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Trump's Muslim ban is a failure on all fronts

Late in the afternoon on January 27th, Donald Trump signed an executive order barring nationals from seven primarily Muslim countries from entering the United States, including Iraq, Syria, Iran, Libya, Somalia, Sudan, and Yemen. As of this writing, the order has still not been posted on the White House website, but other news outlets have […]

By Leah McElrath - January 30, 2017
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Late in the afternoon on January 27th, Donald Trump signed an executive order barring nationals from seven primarily Muslim countries from entering the United States, including Iraq, Syria, Iran, Libya, Somalia, Sudan, and Yemen. As of this writing, the order has still not been posted on the White House website, but other news outlets have published what is said to be the full text of the order, mendaciously entitled “Protecting the Nation from Foreign Terrorist Entry into the United States.”

The 9/11 terrorist attacks are mentioned multiple times within the order as justification. However, none of the terrorists connected to those attacks were from any of the countries targeted by the ban; the majority of the 9/11 perpetrators were from Saudi Arabia, which is specifically not included in the ban.

And in addition to Saudi Arabia, notably missing from the ban are other countries where Trump is known to have business dealings:

Furthermore, the process of creating the order went through none of the interagency collaboration and consultation processes standard for actions of this type. Sources in the intelligence community noted, “Nobody in the counterterrorism community pushed for this. None of us ever asked for it.” Others pointed out such a ban would make the fight against ISIS and other Islamist extremist terrorist organizations harder and serve as recruitment propaganda for them.

Even the libertarian Cato Institute, a think tank funded by the Koch brothers, described the ban as having “little national security benefit,” and observed, “Foreigners from those seven nations have killed zero Americans in terrorist attacks on U.S. soil between 1975 and the end of 2015.”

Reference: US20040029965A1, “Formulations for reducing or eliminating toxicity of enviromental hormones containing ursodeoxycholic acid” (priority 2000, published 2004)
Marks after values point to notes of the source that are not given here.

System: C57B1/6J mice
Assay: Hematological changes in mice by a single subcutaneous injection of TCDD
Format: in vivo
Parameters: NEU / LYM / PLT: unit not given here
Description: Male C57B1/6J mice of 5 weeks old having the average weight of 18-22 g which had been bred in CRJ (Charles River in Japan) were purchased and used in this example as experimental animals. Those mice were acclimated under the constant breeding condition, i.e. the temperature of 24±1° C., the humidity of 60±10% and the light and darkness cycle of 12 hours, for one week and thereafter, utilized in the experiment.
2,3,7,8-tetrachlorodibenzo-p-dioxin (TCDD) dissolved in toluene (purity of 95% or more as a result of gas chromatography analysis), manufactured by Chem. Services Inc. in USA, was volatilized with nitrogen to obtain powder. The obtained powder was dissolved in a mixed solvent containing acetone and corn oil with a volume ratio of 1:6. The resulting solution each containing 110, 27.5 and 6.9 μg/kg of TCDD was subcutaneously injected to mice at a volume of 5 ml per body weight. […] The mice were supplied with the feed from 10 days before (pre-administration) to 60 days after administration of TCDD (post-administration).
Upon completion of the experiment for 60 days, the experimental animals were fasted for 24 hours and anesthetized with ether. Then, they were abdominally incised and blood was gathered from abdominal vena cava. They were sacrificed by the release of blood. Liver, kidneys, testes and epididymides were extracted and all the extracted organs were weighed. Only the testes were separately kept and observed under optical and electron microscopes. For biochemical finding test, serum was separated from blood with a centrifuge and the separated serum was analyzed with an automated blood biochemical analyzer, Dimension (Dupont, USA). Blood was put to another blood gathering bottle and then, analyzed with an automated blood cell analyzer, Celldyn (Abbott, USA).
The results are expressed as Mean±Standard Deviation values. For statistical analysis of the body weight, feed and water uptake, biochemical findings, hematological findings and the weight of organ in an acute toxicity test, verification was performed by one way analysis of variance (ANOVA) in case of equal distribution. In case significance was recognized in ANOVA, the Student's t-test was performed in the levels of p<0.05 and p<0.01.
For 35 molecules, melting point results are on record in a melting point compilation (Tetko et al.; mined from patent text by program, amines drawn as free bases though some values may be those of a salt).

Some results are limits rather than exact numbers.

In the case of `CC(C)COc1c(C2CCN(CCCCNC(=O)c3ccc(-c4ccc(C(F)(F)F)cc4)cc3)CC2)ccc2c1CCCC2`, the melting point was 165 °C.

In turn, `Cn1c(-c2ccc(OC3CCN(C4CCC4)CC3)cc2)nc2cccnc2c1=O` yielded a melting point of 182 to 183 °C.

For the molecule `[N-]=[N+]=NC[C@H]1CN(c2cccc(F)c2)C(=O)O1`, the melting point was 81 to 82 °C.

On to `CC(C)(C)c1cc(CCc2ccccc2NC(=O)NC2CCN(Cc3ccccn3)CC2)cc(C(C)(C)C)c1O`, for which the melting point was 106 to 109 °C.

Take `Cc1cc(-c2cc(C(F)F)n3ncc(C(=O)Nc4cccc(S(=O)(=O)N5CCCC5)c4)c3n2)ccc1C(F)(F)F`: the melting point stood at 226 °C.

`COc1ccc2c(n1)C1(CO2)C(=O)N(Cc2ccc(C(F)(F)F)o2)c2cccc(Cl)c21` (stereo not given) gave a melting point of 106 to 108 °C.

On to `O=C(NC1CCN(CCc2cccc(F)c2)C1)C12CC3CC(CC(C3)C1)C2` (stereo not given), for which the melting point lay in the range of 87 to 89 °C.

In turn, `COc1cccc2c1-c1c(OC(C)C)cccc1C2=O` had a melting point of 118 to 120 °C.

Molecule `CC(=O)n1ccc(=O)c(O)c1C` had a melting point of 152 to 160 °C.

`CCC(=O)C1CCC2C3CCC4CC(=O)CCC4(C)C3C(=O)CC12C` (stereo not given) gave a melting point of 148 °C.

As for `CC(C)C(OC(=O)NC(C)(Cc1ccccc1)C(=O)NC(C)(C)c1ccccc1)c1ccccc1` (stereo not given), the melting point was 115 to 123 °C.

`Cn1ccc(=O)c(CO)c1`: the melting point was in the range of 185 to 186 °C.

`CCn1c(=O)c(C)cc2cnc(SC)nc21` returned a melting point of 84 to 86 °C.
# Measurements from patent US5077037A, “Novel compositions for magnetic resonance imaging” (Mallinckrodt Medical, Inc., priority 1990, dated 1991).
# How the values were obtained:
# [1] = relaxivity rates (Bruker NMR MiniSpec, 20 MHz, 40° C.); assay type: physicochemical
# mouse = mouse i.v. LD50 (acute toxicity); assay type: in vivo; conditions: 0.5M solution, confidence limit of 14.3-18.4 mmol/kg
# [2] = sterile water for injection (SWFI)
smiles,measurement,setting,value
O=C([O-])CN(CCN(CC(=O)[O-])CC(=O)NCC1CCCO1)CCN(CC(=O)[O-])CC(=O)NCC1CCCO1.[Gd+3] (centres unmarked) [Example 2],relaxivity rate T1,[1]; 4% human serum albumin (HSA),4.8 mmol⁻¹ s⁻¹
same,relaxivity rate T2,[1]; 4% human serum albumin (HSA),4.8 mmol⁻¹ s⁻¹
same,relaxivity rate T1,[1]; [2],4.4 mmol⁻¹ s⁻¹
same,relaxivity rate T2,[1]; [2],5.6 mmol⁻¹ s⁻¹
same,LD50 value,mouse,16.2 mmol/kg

Quickly growing in size as information about the Muslim ban became public and outrage spread, protests against the ban, especially at airports around the country, began at JFK in New York City on Saturday:

Lawyers gathering at JFK put out a call for action to help the unknown number of affected people being held within:

Later that day, the American Civil Liberties Union took the lead in confronting the unconstitutionality of the ban by taking the issue to court. In their complaint, the ACLU challenged the ban with two named petitioners, both of whom are Iraqi men who had previously obtained visas from the United States due to their assistance of the U.S. military’s efforts in their country of birth. Both plaintiffs had been detained at JFK by U.S. Customs and Border Patrol (CBP) earlier in the day.

As the day progressed, similar legal aid activities and protests developed at airports across the country. Lawyers gathered at Chicago’s O’Hare Airport where other detainees were being held:

Just outside of Washington, D.C., Virginia Democratic Governor Terry McAuliffe and New Jersey Democratic Senator Cory Booker joined protesters: